See the neighborhood with Brooklyn’s prettiest canal — I don’t mean the Gowanus — and streets in alphabetical order
Eye on Real Estate: This is a story about Brooklyn’s other canal — the pretty one — and the neighborhood where it’s located.
If you’re old enough to read, you know all about the Gowanus Canal, a Superfund site with poisoned waters that’s nevertheless deeply loved.
The 1.8-mile-long Gowanus Canal is often in the news because a rezoning proposal has been drawn up for the neighborhood through which it runs. Also, the Gowanus Canal got a lot of attention last fall when a floating statue of President Donald Trump suddenly appeared in it.
Shell Bank Canal, which is around one-third of a mile long, runs right down the middle of Gerritsen Beach. This waterfront residential neighborhood is on Brooklyn’s southern shoreline, on a peninsula across from Sheepshead Bay (by which I mean the neighborhood called Sheepshead Bay, not the body of water with that name).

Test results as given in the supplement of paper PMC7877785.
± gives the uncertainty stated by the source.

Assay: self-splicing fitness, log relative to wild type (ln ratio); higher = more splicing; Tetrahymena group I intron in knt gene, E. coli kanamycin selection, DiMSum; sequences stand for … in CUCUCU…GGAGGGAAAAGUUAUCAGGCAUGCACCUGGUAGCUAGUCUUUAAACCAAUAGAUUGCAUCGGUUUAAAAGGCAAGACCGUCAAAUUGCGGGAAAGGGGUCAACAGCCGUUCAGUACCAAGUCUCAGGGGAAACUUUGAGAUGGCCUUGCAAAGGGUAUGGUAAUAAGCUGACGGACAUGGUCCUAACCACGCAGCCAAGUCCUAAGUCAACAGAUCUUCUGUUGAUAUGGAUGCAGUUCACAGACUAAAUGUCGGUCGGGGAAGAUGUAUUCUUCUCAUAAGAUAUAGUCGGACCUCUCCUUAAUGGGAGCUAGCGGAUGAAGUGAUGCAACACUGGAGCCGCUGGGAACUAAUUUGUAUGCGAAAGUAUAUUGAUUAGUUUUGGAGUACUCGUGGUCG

The banks of Shell Bank Canal are lined with houses and boat docks. There are a couple dead-end streets where you can glimpse the canal when you stroll through the neighborhood. Walk with me, and I’ll show you the canal and tell you a little bit about Gerritsen Beach’s history.
Head for Fane Court
The B31 bus runs down Gerritsen Avenue. Get off at the Gotham Avenue stop. This is the street you should walk down to find my favorite spot for viewing Shell Bank Canal.
Before you start your stroll, go inside Gerritsen Beach Library for a moment. It’s located across from the bus stop. The library, which opened in 1997, underwent 11 months of repairs after Superstorm Sandy.
The head of Shell Bank Canal is located right behind the library. You can catch a glimpse of the calm waters through the library windows. The canal ends at a body of water called Shell Bank Creek.